From the Start

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Status: Finished  |  Genre: Non-Fiction  |  House: Booksie Classic

This is a poem. This is also a story, as told in the form of a poem. A poem that tells a story.


From the Start


Searching through papers,

Rifling through drawers,

A young scavenger grabs for vapor,

As he pokes his head into doors.


But what is it he’s looking for?

He’s obviously in some rush.

Among the dust on the floor,

Hangs an eerie hush.


Turning on his heels,

Shrugging off the emptiness,

The scavenger suddenly feels,

One untouched place among the mess.


In the corner of the room,

Tucked away by the home’s darkness,

Is a folder that looms,

Cream-colored against the wall starkness.


And so I found what I seek,

That I’d been looking for a week.

Old enough to be antique.

Delicate pages that speak.


In these pages are my grandfather’s words;

The things he loved and the stories he’d heard.

The pages are stained and the lines are blurred,

Yet among these drafts is a life interred.


He died before he ever released them,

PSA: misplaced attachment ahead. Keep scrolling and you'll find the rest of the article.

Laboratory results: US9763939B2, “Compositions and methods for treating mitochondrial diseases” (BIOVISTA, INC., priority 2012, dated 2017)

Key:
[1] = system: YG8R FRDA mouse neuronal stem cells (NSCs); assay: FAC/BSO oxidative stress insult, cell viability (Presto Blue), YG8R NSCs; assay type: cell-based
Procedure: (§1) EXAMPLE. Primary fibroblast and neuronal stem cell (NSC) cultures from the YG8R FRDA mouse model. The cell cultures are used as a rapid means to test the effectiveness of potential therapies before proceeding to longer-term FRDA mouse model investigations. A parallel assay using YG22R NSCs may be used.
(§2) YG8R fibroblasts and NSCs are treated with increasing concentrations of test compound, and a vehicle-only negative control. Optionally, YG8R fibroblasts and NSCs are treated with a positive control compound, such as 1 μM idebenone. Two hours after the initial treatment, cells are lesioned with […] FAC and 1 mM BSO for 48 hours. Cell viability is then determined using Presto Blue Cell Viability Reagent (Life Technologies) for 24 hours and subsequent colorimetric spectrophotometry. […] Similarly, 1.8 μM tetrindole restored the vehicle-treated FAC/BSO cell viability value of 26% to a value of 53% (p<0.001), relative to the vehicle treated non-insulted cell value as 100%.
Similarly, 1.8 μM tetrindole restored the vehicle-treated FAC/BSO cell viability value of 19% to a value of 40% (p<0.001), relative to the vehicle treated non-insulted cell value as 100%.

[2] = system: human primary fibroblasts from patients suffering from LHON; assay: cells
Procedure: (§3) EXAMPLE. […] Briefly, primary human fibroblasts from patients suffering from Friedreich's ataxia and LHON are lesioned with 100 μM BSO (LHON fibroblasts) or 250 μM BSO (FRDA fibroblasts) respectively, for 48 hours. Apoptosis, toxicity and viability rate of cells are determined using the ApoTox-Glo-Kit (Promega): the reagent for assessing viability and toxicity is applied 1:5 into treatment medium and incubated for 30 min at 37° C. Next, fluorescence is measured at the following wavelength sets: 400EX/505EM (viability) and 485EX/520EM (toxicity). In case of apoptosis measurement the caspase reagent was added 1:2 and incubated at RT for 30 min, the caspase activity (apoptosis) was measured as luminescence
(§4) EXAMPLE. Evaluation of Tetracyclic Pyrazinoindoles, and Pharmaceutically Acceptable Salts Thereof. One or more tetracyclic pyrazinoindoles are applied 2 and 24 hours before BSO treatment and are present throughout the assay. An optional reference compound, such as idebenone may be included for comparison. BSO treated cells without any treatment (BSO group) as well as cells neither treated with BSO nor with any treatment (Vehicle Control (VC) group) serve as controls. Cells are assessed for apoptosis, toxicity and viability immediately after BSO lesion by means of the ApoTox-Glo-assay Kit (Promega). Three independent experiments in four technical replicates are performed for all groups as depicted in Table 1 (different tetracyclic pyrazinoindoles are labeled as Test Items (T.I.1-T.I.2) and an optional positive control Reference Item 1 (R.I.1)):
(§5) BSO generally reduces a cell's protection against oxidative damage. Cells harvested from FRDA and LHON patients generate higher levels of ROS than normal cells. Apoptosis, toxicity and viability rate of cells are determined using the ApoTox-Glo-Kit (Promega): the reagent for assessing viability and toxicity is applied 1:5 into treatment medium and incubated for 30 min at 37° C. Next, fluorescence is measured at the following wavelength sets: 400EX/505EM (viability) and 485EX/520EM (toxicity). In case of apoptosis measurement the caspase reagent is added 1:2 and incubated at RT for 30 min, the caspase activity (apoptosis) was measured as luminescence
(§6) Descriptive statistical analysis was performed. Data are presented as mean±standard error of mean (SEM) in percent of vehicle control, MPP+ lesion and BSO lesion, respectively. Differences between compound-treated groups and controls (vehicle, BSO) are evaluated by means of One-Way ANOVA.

He died before anyone knew about them.


This was something he had taken to the grave,

And left for someone like me to consider them saved.


I saved something else of his, though,

His memory.

Now I think of one I know,

In this century.


My grandfather’s funeral,

Took place when I was young.

I consider it suitable,

For the lyric of a man unsung.


If I could’ve spoke that day,

I would’ve posed a question.

“Was there anything he could say today,

That would be deemed a confession?”


“Did he have any regrets?

Did he die at peace?

Did he settle all of his bets?

Did he have any trouble with the police?”


“But seriously,

There's something so mysteriously,


Odd to me?

That he never had stories of his life?

For a man with two degrees,

Did he at least tell his wife?”




“My grandfather, he was a funny man.

He would always start stories from the end,

And almost never the way they began.”

He was like that, cried an old family friend.


“He was a good man!”

“He made lots of money!”

“He gave me a ride in his van!”

“He knew how to harvest honey!”


“That was all true,”

Said a man called his son.

“But nobody ever really knew,

The man named Mike Dunn…”


After the burial,

After the mourners had gone,

After the dirt had settled on Sunset Hill,

My grandfather rose with every dawn.




Excerpts from Riptide, dated approx. 1974 (listed as being written in 1930’s)


Submitted: September 23, 2018

© Copyright 2020 Dan Zuniga. All rights reserved.

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